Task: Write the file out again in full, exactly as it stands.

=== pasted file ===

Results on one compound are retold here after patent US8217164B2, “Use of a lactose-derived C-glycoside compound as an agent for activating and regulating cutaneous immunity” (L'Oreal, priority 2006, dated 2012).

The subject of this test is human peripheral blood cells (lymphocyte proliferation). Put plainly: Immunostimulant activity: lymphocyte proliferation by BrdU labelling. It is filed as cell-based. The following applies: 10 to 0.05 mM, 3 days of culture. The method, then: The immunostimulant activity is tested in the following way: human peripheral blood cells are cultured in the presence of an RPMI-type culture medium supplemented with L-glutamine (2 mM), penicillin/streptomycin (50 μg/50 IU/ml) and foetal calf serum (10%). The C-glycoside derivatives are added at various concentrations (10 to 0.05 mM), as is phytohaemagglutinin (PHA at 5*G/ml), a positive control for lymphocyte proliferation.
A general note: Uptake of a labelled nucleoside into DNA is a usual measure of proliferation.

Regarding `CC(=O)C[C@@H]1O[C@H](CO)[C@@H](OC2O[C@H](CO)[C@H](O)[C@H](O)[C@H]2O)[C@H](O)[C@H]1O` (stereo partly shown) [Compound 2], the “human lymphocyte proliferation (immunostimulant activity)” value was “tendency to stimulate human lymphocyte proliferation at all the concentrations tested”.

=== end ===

Results on one compound are retold here after patent US8217164B2, “Use of a lactose-derived C-glycoside compound as an agent for activating and regulating cutaneous immunity” (L'Oreal, priority 2006, dated 2012).

The subject of this test is human peripheral blood cells (lymphocyte proliferation). Put plainly: Immunostimulant activity: lymphocyte proliferation by BrdU labelling. It is filed as cell-based. The following applies: 10 to 0.05 mM, 3 days of culture. The method, then: The immunostimulant activity is tested in the following way: human peripheral blood cells are cultured in the presence of an RPMI-type culture medium supplemented with L-glutamine (2 mM), penicillin/streptomycin (50 μg/50 IU/ml) and foetal calf serum (10%). The C-glycoside derivatives are added at various concentrations (10 to 0.05 mM), as is phytohaemagglutinin (PHA at 5*G/ml), a positive control for lymphocyte proliferation.
A general note: Uptake of a labelled nucleoside into DNA is a usual measure of proliferation.

Regarding `CC(=O)C[C@@H]1O[C@H](CO)[C@@H](OC2O[C@H](CO)[C@H](O)[C@H](O)[C@H]2O)[C@H](O)[C@H]1O` (stereo partly shown) [Compound 2], the “human lymphocyte proliferation (immunostimulant activity)” value was “tendency to stimulate human lymphocyte proliferation at all the concentrations tested”.